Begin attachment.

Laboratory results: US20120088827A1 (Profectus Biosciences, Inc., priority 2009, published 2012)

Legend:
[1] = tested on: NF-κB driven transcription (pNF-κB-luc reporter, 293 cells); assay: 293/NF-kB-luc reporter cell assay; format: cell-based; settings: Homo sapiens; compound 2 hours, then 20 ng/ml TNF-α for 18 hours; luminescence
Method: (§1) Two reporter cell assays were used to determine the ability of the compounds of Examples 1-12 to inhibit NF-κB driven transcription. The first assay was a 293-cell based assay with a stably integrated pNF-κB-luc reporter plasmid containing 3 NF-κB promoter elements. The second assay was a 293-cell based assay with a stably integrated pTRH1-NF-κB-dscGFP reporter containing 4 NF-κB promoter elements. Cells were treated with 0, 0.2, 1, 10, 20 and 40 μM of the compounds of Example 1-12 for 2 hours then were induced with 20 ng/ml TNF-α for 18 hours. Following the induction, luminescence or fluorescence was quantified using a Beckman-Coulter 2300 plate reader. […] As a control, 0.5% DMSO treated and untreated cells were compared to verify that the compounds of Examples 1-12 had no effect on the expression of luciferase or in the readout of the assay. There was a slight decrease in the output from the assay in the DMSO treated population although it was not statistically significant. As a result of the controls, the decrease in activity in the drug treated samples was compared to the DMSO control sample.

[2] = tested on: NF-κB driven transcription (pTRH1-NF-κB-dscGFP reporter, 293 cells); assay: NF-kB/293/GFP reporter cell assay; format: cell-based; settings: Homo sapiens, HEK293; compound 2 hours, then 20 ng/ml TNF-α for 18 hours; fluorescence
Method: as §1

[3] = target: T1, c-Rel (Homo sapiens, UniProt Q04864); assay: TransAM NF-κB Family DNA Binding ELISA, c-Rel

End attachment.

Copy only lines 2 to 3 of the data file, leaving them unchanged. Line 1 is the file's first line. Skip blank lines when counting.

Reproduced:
Legend:
[1] = tested on: NF-κB driven transcription (pNF-κB-luc reporter, 293 cells); assay: 293/NF-kB-luc reporter cell assay; format: cell-based; settings: Homo sapiens; compound 2 hours, then 20 ng/ml TNF-α for 18 hours; luminescence